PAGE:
Maslow’s hierarchy of needs (A complete guide)

Maslow’s hierarchy of needs

Maslow’s hierarchy of needs is a theory in psychology that comprises eight tiers of human needs. 

What is Maslow’s hierarchy of needs?

Maslow’s hierarchy of needs is a theory in psychology that comprises different tiers of human needs. From the bottom of the hierarchy upward, the original five needs were: physiological (i.e., food, water, shelter), safety, love/ belonging, esteem and at the top, self-actualization. 

His belief was that needs lower down in the hierarchy need to be satisfied in order for a person to meet the higher up needs. 

Instead of focusing on psychopathology and what goes wrong with people, Maslow formulated a more positive account of human behavior which focused on what goes right. He was interested in human potential, and how we fulfill that potential.

Who was Maslow? 

Abraham Maslow was a humanist psychologist who first introduced the concept of the hierarchy of needs in his 1943 paper “A Theory of Human Motivation”. He also mentioned it in his book Motivation and Personality

Maslow was interested in what makes humans happy and what things they do to achieve happiness. This was in contrast to some of the other schools of thought at that time such as psychoanalysis and behaviorism. These schools of thought focused more on problematic behaviors rather than motivation to achieve happiness. 

A main part of Maslow’s belief system was that people are born with a desire to achieve self-actualization, which was the highest need of his original five-tier pyramid. In order for self-actualization to be achieved, all of the basic needs must be met in order of priority, such as the need for food, safety, love, and self-esteem. 

Maslow’s hierarchy of needs  (A complete guide)

Did Maslow change the hierarchy over the years of his work?

Yes. In the 1960s and 1970s Maslow developed his concept further to include seven, and then eight levels in his perceptual hierarchy. The first two added were cognitive and aesthetic needs, and then later he added transcendence needs at the very top. 

Maslow’s hierarchy of needs  (A complete guide)

What does each level of Maslow’s hierarchy of needs mean?

1.    Physiological needs: These include biological needs that are vital to human survival. Some examples are food, water, air and shelter. Other examples include warmth and sexual reproduction. Maslow included sexual reproduction in this level of the hierarchy because it is essential to the survival of the species. If these needs are not met, the human body cannot function optimally. Maslow considered physiological needs to be the highest priority as all other needs become less important until these basic needs are met.

2.    Security and safety needs: Once the physiological needs are met, the needs for security and safety become more prevalent. People tend to like predictability, order and control in their lives, so this contributes largely to behavior. Some basic safety and security needs are financial security, emotional security, health and wellness and safety against accidents and injuries. Behaviors or actions that are motivated by this level of the hierarchy include job searching, obtaining health insurance and proper healthcare, adding money to a savings account and moving to a safer neighborhood. Security can also be provided by family and society e.g. police, business and schools.

The first two levels of the hierarchy (physiological and safety and security needs) are often referred to as the basic needs. 

3.    Belonging and love needs: The third level of Maslow’s hierarchy of needs is the need for social acceptance or love and belonging. After physiological and safety needs are fulfilled, the next level humans turn to is social. This is about friendship, intimacy, trust, receiving and giving love and having acceptance. In other words affiliating with others and being part of a group (work, friends, family).

Maslow’s hierarchy of needs  (A complete guide)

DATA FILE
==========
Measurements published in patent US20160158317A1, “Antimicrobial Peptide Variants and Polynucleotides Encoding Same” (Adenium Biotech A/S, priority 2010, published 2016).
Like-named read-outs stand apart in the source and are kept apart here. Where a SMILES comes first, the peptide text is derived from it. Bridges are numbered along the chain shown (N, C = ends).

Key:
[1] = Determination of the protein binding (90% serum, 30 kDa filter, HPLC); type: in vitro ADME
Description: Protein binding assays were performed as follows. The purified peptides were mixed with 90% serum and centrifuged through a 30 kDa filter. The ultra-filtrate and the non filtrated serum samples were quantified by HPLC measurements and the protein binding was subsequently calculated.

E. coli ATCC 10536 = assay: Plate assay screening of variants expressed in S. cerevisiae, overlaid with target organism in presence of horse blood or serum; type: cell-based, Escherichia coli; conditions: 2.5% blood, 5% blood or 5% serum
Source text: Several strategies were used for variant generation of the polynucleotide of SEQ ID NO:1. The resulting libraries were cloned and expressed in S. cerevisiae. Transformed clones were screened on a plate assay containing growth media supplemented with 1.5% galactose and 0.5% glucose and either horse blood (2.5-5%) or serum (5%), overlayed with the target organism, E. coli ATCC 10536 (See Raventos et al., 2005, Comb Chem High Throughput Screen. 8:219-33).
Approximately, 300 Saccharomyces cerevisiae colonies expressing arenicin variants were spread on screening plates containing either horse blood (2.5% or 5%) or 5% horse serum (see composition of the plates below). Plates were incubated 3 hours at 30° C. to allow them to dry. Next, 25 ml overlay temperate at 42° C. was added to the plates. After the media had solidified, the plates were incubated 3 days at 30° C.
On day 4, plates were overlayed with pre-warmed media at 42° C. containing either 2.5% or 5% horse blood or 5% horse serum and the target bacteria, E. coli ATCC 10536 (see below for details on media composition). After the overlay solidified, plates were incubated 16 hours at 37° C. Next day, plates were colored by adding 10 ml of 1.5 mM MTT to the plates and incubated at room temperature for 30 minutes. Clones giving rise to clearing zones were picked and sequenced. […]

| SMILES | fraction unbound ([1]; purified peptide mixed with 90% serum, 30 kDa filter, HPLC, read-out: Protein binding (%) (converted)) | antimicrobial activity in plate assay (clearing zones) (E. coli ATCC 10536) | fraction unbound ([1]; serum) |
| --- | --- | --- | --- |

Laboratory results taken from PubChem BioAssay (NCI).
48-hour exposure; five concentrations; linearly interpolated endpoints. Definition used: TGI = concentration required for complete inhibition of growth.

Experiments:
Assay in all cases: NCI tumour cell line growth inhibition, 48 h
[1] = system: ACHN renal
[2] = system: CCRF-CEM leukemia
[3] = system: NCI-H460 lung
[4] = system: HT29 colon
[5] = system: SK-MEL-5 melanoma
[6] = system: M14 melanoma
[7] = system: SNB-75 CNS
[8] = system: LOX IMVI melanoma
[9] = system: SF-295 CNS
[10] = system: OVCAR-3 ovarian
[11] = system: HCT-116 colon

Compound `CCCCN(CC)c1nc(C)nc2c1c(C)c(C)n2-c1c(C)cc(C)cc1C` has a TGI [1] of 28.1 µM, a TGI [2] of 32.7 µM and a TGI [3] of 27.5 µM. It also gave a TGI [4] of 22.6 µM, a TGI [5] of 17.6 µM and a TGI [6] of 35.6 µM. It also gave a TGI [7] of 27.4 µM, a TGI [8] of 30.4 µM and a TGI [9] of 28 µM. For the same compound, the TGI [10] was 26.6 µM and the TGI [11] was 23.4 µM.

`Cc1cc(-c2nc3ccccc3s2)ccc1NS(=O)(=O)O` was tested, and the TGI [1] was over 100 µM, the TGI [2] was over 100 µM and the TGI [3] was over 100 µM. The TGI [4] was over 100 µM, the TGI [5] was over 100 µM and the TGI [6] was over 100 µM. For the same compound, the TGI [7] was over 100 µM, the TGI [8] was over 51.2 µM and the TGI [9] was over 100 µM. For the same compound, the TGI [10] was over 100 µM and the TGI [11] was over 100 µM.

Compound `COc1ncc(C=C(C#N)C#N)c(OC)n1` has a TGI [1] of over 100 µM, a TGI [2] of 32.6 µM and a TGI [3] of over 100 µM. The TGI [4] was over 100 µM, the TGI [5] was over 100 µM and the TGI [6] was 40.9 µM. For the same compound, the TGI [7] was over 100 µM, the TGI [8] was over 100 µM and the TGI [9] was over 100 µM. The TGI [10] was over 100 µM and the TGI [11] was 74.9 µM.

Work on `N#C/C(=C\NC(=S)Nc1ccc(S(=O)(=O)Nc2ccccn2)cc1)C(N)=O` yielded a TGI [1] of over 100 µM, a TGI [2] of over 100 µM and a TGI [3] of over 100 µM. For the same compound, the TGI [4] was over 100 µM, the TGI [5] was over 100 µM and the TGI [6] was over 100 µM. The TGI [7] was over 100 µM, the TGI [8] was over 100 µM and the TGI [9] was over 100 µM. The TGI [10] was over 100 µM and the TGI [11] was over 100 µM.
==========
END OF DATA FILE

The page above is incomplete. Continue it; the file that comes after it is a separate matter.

Level 1: If the basic needs of food, drink, shelter etc. are not met the human body cannot function optimally

4.    Esteem needs: This is the fourth level in Maslow’s hierarchy and he categorized this one into two categories, namely:

a)   esteem for oneself as in dignity, independence and achievement

b)   desire for respect or reputation from others as in status or prestige

Maslow averred that the need for respect or reputation is stronger in children and pre-adults, and is a precursor of real self-esteem and dignity.

5.    Cognitive needs: Added in the 70s, this is about knowledge and understanding, curiosity and exploration, the need for meaning.

6.    Aesthetic needs: Also added in the 70s, this relates to the more esoteric appreciation and search for beauty and balance.

7.    Self-actualization needs: The original final level, this is the realization of a person’s potential, their self-fulfillment and personal growth. Maslow described this level as the desire to accomplish everything that one can, to become the most that one can be. 

These needs are very personal depending on choice and circumstance. For example, one person may wish passionately to become an ideal parent, another an Olympic athlete and a third a sought-after artist.

8.    Transcendence needs: The final, top tier added last, where a person is motivated by values which transcend beyond the personal self. For example, the pursuit of science, religion, mystical or sexual experiences, or those with nature. 

As each need level is satisfied, so the next becomes a focus. So, once a person has plenty of food available, he or she then starts to think about safety, after that is achieved then social needs come into play, and so on.

Maslow’s hierarchy of needs  (A complete guide)

One person may want to be an ideal parent, another an Olympic athlete

How did Maslow’s theory get refined over time?

Maslow continued to refine his theory based on the concept of a hierarchy of needs over several decades from 1943 to 1987. At first, he stated that each level had to be 100% complete for the next to kick in, but he refined that to re-propose that the order in the hierarchy “is not nearly as rigid” as he may have implied in his earlier description.

Maslow noted that the order of needs might be flexible based on external circumstances or individual differences. For example, that for some individuals the need for self-esteem is more important than the need for love. For others, the need for creative fulfillment may supersede even the most basic needs.

Maslow (1987) also pointed out that most behavior is multi-motivated and noted that “any behavior tends to be determined by several or all of the basic needs simultaneously rather than by only one of them”.

What is a summary of Maslow’s hierarchy of needs?

·      human beings are motivated by a hierarchy of needs

·      needs are organized in a hierarchy of prepotency, in which more basic needs must be more or less met (rather than all or none) prior to higher needs

·      the order of needs is not rigid, but instead may be flexible based on external circumstances or individual choices

·      Most behavior is multi-motivated, that is, simultaneously determined by more than one basic need.